Tag: Philip Humber

Philip Humber Fantasy: Is It Worth Signing the White Sox’ Perfect Game Pitcher?

As I’m sure most of you know at this point, Chicago White Sox pitcher Philip Humber tossed the 21st perfect game in major league history.

Humber was absolutely masterful in Saturday’s 4-0 win against the Seattle Mariners, striking out nine and throwing just 96 pitches.

It was the least number of pitches in a perfect game since David Cone’s back in 1999—he threw 88 pitches in that contest.

That low number of pitches is mostly because of Humber’s ability to avoid three-ball counts. His first three-ball count of the afternoon didn’t come until the ninth inning.

He went 3-0 on Michael Saunders before striking him out, and he also went to a full count on Brendan Ryan before striking him out to end the contest.

I’m sure many of you are in fantasy leagues if you’re reading this article, and I’m sure many of you will have the same question: Should I add Humber?

Well, I’m going to present you with some facts first.

Personally, I am just a member of several CBS fantasy leagues, as I prefer their scoring system and overall layout. So, here is the information on Humber from CBS.

Owned/Started prior to start: 29 percent/22 percent

Owned/Started now (will likely increase): 42 percent/18 percent

Points prior to start: 9.5

Points now: 42 (32.5 came from this start)

Clearly, fantasy managers around the nation have added Humber to their squads in hopes of him continuing his recent success.

If you can afford to drop a player and add Humber to see if he can pitch well yet again, I say, why not?

If you have to drop a player who can help you in the stretch run, I strongly urge you to resist the temptation of picking up Humber.

On the season, Humber is currently 1-0 with an ERA of 0.63 through 14.1 innings.

Last season, his first as a regular member of the rotation, Humber went 9-9 with an ERA of 3.75. Through 163 innings, he struck out 116.

Those numbers are respectable in a major league rotation, but not so much in a fantasy rotation.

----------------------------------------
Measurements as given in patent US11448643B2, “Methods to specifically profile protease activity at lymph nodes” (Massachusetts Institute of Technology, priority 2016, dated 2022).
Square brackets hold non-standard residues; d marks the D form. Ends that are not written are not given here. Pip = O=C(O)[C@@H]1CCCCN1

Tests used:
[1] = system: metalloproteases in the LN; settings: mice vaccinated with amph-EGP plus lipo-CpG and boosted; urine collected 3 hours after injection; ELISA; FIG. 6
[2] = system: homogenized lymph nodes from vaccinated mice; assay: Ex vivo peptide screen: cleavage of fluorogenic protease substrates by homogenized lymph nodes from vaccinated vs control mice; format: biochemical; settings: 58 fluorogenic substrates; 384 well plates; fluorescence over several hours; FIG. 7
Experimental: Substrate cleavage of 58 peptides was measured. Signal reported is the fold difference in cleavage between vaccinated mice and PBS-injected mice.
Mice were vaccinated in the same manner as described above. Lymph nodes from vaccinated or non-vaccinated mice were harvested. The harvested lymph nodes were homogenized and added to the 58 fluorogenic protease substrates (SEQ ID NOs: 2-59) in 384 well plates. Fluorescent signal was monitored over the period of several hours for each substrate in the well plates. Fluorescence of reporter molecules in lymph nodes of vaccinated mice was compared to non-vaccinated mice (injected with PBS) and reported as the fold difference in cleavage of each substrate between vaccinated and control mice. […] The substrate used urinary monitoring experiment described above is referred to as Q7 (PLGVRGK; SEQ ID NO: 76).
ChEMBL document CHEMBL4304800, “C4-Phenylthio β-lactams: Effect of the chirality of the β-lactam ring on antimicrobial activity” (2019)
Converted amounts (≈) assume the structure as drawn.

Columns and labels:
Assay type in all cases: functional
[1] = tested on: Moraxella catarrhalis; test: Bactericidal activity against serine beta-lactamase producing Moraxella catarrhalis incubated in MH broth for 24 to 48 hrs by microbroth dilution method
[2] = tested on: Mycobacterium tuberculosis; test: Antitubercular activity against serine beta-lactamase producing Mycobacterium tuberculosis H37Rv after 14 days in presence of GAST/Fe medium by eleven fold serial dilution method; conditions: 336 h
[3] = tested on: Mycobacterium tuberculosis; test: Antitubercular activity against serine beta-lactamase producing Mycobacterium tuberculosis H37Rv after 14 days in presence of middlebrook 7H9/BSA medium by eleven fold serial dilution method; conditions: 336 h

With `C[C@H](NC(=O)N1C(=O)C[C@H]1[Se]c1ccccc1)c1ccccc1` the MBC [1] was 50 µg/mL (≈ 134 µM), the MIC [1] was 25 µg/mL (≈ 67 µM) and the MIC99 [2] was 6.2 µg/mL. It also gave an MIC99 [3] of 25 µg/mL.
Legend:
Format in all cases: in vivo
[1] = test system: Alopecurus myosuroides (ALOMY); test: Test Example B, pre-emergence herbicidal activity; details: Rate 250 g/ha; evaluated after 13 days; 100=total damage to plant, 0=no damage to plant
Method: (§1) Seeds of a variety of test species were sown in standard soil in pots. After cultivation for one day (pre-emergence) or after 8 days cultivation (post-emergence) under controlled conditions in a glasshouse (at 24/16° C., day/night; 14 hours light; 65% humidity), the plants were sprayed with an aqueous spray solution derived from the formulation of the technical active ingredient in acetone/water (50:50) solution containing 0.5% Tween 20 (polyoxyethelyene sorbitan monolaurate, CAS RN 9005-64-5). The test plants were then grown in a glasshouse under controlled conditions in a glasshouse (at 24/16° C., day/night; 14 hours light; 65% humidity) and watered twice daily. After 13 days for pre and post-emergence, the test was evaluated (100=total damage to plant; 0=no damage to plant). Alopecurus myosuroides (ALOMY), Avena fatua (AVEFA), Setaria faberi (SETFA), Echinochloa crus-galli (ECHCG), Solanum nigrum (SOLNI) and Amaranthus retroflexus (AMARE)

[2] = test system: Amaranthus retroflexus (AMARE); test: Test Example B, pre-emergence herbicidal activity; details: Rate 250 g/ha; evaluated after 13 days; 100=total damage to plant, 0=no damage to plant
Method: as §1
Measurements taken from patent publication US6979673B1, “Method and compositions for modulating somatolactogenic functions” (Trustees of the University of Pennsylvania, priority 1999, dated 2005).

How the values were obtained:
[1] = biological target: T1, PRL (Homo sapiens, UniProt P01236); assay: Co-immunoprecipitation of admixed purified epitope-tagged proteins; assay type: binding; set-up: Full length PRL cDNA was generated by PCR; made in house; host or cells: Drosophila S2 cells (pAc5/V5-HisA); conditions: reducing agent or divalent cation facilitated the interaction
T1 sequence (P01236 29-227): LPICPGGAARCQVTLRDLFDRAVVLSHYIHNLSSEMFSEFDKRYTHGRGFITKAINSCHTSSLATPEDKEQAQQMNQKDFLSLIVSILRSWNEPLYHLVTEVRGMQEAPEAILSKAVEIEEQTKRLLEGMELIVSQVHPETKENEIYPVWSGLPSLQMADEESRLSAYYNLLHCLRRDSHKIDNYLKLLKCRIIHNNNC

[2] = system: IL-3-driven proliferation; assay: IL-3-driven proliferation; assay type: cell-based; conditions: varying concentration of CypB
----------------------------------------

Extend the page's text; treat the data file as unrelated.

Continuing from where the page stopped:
In leagues where strikeouts are valuable and wins earn extra points, Humber actually wasn’t that valuable last season. Add in the fact that some leagues actually dock points for losses, and Humber is even less valuable.

I don’t expect much more out of him this season, even though he’ll likely make more starts than he did in 2011 (26).

Overall, I predict a 12-10 season from the 21st member of the perfect game club. He’ll likely throw around 175 innings, but won’t strike out more than 130 batters.

Those numbers translate to a possible injury-replacement fantasy starter, but definitely not someone to keep on your roster for the long haul.

Congratulations, Mr. Humber, on your historic accomplishment. Unfortunately, it still hasn’t warranted you a spot on my fantasy team.

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Philip Humber Fantasy: Perfect Game Makes Pitcher a No-Brainer Pickup

Philip Humber joined a very exclusive club on Saturday when he threw a perfect game against the Seattle Mariners.

We’re still checking as to whether or not a perfect game against the Mariners actually counts as a real perfect game, but it was an impressive feat nonetheless and serves as Humber’s second solid start of the season.

OK, this one was a little bit more than solid, but don’t automatically dismiss this outing as a fluke. The Humber Games put together a 3.75 ERA and a 1.18 WHIP in 26 starts last season. He has some good value. 

But is Humber, who is owned in just 1.7 percent of ESPN leagues and 20 percent of Yahoo! leagues, worth a pickup?

In deeper leagues, yes. In shallow leagues, maybe.

The 29-year-old Humber has never been a spectacular strikeout pitcher who has the ability to blow everyone away. He only K’d 116 batters in 163 innings last season, but he’s off to a terrific start this year as he struck out seven against Baltimore and nine today against Seattle.

His slider—and all of his off-speed stuff, really—is working really well. If he can continue to mix up his pitches effectively, there’s no question he’ll increase that strikeout rate.

What Humber has always been good at, however, is his ability to limit walks and just pitch effectively and intelligently. Last season, he only walked 41 batters, and that’s why his WHIP was so low at 1.18.